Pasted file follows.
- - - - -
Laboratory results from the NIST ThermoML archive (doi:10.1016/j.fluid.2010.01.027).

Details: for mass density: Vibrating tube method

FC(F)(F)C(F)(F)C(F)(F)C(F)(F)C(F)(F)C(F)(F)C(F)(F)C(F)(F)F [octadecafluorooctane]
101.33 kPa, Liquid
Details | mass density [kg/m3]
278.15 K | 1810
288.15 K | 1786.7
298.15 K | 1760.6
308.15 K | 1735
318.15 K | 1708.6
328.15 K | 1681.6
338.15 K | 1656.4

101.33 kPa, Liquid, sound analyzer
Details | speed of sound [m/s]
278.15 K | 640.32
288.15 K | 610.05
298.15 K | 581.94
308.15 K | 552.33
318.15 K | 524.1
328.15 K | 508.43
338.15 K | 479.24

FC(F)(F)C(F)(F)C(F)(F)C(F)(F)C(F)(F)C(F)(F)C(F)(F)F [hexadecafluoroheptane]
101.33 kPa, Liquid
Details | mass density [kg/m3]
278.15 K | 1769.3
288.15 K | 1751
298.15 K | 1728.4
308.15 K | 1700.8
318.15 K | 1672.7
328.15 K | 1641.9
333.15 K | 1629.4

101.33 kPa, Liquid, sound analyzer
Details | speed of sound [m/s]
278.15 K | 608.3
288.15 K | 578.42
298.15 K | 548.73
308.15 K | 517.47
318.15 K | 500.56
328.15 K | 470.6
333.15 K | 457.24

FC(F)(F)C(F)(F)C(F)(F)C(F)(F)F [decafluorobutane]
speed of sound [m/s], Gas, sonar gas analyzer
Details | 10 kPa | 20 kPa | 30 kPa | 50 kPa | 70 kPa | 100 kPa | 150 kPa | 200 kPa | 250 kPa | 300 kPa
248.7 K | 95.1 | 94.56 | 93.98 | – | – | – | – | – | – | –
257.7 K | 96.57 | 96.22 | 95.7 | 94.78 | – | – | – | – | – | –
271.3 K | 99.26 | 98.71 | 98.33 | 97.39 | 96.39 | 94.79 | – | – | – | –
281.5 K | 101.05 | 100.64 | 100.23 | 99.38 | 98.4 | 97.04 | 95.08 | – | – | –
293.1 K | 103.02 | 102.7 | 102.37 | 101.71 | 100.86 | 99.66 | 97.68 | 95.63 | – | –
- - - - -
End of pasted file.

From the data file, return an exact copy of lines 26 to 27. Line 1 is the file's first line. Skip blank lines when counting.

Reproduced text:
288.15 K | 1751
298.15 K | 1728.4